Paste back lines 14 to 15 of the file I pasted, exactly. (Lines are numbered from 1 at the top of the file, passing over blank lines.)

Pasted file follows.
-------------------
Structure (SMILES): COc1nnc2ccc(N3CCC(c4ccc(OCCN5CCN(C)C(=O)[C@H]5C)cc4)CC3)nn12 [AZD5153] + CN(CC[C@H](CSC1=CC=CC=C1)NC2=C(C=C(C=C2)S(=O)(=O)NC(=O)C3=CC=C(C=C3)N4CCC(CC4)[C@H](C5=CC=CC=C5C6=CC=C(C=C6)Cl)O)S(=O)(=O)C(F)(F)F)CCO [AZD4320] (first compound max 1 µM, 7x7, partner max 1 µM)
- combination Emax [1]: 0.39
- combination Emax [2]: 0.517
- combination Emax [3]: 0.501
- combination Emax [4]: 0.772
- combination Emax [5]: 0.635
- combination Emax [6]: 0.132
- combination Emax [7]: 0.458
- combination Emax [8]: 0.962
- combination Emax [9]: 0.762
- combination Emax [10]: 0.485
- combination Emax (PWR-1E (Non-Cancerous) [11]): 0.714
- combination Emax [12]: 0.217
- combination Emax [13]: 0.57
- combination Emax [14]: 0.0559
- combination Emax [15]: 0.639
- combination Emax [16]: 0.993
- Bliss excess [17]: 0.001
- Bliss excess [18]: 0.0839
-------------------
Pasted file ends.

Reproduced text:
- combination Emax [13]: 0.57
- combination Emax [14]: 0.0559